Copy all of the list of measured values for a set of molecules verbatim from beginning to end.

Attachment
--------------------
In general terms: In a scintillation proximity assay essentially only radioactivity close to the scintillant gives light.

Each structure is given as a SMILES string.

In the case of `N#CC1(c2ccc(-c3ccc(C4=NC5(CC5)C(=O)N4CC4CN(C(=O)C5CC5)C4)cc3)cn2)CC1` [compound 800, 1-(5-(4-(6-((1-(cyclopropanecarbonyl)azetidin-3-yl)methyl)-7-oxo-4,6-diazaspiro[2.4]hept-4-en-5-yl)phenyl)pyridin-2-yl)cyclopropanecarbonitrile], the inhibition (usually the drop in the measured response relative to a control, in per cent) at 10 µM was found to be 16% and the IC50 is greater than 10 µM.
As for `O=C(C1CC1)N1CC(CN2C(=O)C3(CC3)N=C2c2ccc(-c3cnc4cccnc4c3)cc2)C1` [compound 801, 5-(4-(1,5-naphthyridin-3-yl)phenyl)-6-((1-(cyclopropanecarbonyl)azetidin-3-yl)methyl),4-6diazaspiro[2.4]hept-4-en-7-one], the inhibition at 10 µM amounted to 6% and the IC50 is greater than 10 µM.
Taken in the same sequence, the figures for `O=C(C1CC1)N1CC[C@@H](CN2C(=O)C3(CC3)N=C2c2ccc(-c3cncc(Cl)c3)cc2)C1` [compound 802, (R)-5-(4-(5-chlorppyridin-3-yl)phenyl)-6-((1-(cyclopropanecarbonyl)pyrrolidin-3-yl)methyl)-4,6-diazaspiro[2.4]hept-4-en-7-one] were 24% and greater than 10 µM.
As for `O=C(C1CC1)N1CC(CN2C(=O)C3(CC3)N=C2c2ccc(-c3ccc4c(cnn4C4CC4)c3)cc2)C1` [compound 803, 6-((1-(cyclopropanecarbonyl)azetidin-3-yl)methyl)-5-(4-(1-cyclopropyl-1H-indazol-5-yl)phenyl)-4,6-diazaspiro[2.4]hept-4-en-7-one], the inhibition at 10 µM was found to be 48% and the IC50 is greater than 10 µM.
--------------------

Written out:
In general terms: In a scintillation proximity assay essentially only radioactivity close to the scintillant gives light.

Each structure is given as a SMILES string.

In the case of `N#CC1(c2ccc(-c3ccc(C4=NC5(CC5)C(=O)N4CC4CN(C(=O)C5CC5)C4)cc3)cn2)CC1` [compound 800, 1-(5-(4-(6-((1-(cyclopropanecarbonyl)azetidin-3-yl)methyl)-7-oxo-4,6-diazaspiro[2.4]hept-4-en-5-yl)phenyl)pyridin-2-yl)cyclopropanecarbonitrile], the inhibition (usually the drop in the measured response relative to a control, in per cent) at 10 µM was found to be 16% and the IC50 is greater than 10 µM.
As for `O=C(C1CC1)N1CC(CN2C(=O)C3(CC3)N=C2c2ccc(-c3cnc4cccnc4c3)cc2)C1` [compound 801, 5-(4-(1,5-naphthyridin-3-yl)phenyl)-6-((1-(cyclopropanecarbonyl)azetidin-3-yl)methyl),4-6diazaspiro[2.4]hept-4-en-7-one], the inhibition at 10 µM amounted to 6% and the IC50 is greater than 10 µM.
Taken in the same sequence, the figures for `O=C(C1CC1)N1CC[C@@H](CN2C(=O)C3(CC3)N=C2c2ccc(-c3cncc(Cl)c3)cc2)C1` [compound 802, (R)-5-(4-(5-chlorppyridin-3-yl)phenyl)-6-((1-(cyclopropanecarbonyl)pyrrolidin-3-yl)methyl)-4,6-diazaspiro[2.4]hept-4-en-7-one] were 24% and greater than 10 µM.
As for `O=C(C1CC1)N1CC(CN2C(=O)C3(CC3)N=C2c2ccc(-c3ccc4c(cnn4C4CC4)c3)cc2)C1` [compound 803, 6-((1-(cyclopropanecarbonyl)azetidin-3-yl)methyl)-5-(4-(1-cyclopropyl-1H-indazol-5-yl)phenyl)-4,6-diazaspiro[2.4]hept-4-en-7-one], the inhibition at 10 µM was found to be 48% and the IC50 is greater than 10 µM.